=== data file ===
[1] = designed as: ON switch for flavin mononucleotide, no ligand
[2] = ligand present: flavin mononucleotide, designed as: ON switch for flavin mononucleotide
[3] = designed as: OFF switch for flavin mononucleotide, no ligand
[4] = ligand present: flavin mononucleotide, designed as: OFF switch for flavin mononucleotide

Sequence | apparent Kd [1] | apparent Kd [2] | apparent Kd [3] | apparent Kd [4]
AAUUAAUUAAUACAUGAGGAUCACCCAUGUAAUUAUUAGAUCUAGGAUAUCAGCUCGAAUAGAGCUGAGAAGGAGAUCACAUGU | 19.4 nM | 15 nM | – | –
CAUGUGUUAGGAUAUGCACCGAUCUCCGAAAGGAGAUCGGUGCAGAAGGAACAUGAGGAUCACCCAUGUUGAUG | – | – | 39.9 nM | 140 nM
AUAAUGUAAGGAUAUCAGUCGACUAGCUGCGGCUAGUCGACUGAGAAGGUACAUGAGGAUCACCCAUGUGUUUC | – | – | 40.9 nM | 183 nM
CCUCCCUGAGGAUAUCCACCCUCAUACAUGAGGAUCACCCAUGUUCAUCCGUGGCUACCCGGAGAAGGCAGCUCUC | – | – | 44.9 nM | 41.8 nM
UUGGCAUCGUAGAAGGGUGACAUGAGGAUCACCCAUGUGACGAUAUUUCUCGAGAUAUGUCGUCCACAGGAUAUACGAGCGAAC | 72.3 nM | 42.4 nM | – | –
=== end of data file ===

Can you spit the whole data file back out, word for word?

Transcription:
[1] = designed as: ON switch for flavin mononucleotide, no ligand
[2] = ligand present: flavin mononucleotide, designed as: ON switch for flavin mononucleotide
[3] = designed as: OFF switch for flavin mononucleotide, no ligand
[4] = ligand present: flavin mononucleotide, designed as: OFF switch for flavin mononucleotide

Sequence | apparent Kd [1] | apparent Kd [2] | apparent Kd [3] | apparent Kd [4]
AAUUAAUUAAUACAUGAGGAUCACCCAUGUAAUUAUUAGAUCUAGGAUAUCAGCUCGAAUAGAGCUGAGAAGGAGAUCACAUGU | 19.4 nM | 15 nM | – | –
CAUGUGUUAGGAUAUGCACCGAUCUCCGAAAGGAGAUCGGUGCAGAAGGAACAUGAGGAUCACCCAUGUUGAUG | – | – | 39.9 nM | 140 nM
AUAAUGUAAGGAUAUCAGUCGACUAGCUGCGGCUAGUCGACUGAGAAGGUACAUGAGGAUCACCCAUGUGUUUC | – | – | 40.9 nM | 183 nM
CCUCCCUGAGGAUAUCCACCCUCAUACAUGAGGAUCACCCAUGUUCAUCCGUGGCUACCCGGAGAAGGCAGCUCUC | – | – | 44.9 nM | 41.8 nM
UUGGCAUCGUAGAAGGGUGACAUGAGGAUCACCCAUGUGACGAUAUUUCUCGAGAUAUGUCGUCCACAGGAUAUACGAGCGAAC | 72.3 nM | 42.4 nM | – | –